Friday, November 29, 2019

Watch Me Make This Hat Disappear

Even as we speak, the Hat Caravan is heading down I-57 from Big Ten Headquarters with the Hat Courier handcuffed to the Hat Trophy in a briefcase that is also shaped like a Hat.

Let's get things out of the way: Northwestern lost the Minnesota game.  It was not particularly close.  At one point it was 21-2, which is the most 2019 Northwestern score possible.  The Wildcats did find a spark with new quarterback Andrew "Kundun I Liked It" Marty and rallied to score several touchdowns, but P.J. Fleck's Backronyms of the Damned headed on their collision course for the Western Division Axe Championship.  There is no Big Ten Championship Game.  There is no bowl game.  All that stands between the Northwestern Wildcats and football oblivion is the coveted Hat.

The two points Northwestern scored in the second quarter came from a Joe Gaziano sack, which set the all-time school record.  Gaziano has been a rare bright spot for the team this year, an all-time Northwestern great and the leader of a unit that so often spent 45 minutes on the field after a Northwestern drive resembled the Grandpa Simpson entering the burlesque show gif.

Northwestern has dominated the Hat Game since the Tim Beckman apotheosis of 2014.  In that game, probably the football game I am most obsessed with, Northwestern and Illinois were both 5-6 and playing for a berth in the Heart of Dallas Bowl located in the creepy, rotting carcass of the old Cotton Bowl.  Tim Beckman, a maniac, had reached the height of his powers by winning more than one Big Ten game.  Neither team had a starting quarterback.  Beckman won, but did not make it to 2014 before being fired for egregious player abuse, which in college football is like firing Jim Varney for excessive mugging.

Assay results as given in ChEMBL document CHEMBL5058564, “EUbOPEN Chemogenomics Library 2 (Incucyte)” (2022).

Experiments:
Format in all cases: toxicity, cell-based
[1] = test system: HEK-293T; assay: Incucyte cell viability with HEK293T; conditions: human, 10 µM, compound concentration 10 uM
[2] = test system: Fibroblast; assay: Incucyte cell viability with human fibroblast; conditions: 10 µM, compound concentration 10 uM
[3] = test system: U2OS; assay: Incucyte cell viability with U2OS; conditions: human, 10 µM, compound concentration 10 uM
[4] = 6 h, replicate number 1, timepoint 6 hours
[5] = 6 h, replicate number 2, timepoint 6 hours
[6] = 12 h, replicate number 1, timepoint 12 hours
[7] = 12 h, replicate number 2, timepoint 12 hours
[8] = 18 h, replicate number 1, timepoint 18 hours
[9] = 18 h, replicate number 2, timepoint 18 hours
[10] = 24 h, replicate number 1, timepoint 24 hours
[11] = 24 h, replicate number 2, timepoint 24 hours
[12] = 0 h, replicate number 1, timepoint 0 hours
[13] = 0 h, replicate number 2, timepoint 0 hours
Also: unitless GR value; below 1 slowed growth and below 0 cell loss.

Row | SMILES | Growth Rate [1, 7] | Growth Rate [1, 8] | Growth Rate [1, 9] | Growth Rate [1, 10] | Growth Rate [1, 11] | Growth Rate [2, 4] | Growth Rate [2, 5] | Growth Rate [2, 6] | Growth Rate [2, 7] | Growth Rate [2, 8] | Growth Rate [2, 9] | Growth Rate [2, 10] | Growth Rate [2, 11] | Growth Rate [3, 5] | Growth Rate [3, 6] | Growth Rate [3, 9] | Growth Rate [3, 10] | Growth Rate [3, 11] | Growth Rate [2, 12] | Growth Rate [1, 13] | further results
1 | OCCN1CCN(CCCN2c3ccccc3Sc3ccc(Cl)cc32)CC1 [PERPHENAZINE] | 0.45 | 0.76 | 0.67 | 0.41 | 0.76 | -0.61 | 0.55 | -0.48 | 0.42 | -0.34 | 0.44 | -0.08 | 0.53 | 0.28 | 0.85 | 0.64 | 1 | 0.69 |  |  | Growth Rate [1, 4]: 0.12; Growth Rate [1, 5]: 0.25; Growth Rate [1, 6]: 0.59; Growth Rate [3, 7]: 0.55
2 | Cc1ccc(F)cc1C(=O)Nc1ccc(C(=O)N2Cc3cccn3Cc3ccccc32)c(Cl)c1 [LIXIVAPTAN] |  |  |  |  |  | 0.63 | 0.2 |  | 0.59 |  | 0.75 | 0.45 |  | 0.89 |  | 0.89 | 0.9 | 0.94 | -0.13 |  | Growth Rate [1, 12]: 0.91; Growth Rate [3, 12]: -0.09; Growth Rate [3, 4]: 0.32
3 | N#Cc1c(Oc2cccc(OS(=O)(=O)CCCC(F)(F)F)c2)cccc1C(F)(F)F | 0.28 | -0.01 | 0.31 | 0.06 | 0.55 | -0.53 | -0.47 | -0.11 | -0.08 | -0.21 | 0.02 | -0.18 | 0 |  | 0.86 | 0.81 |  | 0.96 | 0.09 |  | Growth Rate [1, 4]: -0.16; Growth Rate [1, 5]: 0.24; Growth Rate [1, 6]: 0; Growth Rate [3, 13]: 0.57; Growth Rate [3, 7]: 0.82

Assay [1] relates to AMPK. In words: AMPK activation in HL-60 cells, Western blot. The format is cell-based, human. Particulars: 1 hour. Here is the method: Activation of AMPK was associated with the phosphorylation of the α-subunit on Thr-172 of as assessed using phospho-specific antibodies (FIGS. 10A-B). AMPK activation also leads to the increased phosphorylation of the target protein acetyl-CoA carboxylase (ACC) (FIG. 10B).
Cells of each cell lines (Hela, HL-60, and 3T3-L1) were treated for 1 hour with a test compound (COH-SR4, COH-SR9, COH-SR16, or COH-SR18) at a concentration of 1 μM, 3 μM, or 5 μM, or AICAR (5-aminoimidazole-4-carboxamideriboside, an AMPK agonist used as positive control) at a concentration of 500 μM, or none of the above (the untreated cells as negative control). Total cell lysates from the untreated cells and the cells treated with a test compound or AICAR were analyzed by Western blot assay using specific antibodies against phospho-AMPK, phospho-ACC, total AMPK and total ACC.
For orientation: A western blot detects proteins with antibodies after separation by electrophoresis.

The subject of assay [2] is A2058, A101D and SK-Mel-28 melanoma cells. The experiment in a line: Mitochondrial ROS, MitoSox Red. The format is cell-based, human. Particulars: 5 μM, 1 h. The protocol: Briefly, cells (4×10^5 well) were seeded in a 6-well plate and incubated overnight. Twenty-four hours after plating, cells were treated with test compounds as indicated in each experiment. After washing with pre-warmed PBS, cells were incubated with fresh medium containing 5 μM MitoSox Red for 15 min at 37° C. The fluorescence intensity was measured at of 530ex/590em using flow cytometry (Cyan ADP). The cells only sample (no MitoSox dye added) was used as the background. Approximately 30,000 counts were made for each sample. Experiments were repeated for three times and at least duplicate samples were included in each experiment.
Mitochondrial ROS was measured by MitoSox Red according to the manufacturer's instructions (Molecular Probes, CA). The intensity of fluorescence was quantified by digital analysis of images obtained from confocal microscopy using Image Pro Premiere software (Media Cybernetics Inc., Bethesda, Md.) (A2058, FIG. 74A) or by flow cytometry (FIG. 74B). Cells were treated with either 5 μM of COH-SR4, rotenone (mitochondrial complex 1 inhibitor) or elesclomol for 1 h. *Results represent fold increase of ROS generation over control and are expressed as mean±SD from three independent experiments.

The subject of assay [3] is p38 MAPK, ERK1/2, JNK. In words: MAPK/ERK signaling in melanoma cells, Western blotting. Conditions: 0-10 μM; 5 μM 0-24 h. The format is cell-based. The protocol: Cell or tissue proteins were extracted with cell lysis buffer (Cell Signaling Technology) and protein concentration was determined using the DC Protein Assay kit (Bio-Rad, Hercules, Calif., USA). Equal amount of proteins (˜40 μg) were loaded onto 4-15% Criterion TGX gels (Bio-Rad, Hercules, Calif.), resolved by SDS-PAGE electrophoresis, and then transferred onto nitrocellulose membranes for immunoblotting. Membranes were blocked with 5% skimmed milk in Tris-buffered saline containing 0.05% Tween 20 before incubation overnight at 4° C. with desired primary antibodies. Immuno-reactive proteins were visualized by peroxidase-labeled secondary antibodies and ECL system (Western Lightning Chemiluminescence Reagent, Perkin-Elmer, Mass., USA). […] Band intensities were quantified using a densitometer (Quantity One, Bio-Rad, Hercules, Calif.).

Now the tables have turned an ascendant Illinois team is hoping to finish off a Northwestern team in the throes of its worst season this century.  Even though this represents another storied chapter in America's Second Greatest Hat-Based Football Rivalry, I can't be too upset about Illinois's season.  Anyone who has been foolish enough to root for the Chicago Bears for the last decade has an appreciation for Lovie Smith, and Illinois fans deserve to have a team that upsets Wisconsin and goes to a Bowl Game.  

But Illinois really should have won the Hat last year.  A.J. Bush played really well, and Illinois repeatedly had opportunities to take the lead against a Northwestern team that was saving all of its ammo for the Big Ten Championship game.  Smith, though,  seemed to lose his mind and become obsessed with futile field goal attempts.  Even as Northwestern's starters left the field one by one and Pt Fitzgerald tried to kneel out the entire second half, Smith would not allow his team to go for broke to the amazement of Illinois fans in the stadium and me, who thought it would be funny for Northwestern to play in the Big Ten Championship game with seven wins and a loss to last year's Illinois team.  Maybe Fitzgerald will react in a different way by falling into a crazed Hat-based fugue state, and Northwestern will burst out some reverse flea flickers or fake punts or plays where they throw down a smoke grenade and suddenly there's two guys wearing number 7 and they're both taunting people to try to salvage at least something from an otherwise miserable season.


Everyone knows about the beginning of the Last Boy Scout, which begins with a pitch-perfect 1990s Monday Night Football opening parody called Friday Night Is For Football that the Big Ten should immediately use. Then the film begins the famous scene where a ball carrier pulls a gun out of his pants and blasts away at would-be tacklers.  This might be the least insane thing that happens in this movie, and I am incredibly disappointed that no one is pouring enormous amounts of money into profoundly stupid action movies like this anymore; the only way we would see a Last Boy Scout in 2019 is if it was called Last Boy Scout: Awakenings and part of a dreary Extended Universe where everyone needs to get emotionally invested in Bruce Willis's dumb Stock Bruce Willis Character Is Sort Of Divorced arc instead of enjoying people shooting a car once and having it explode.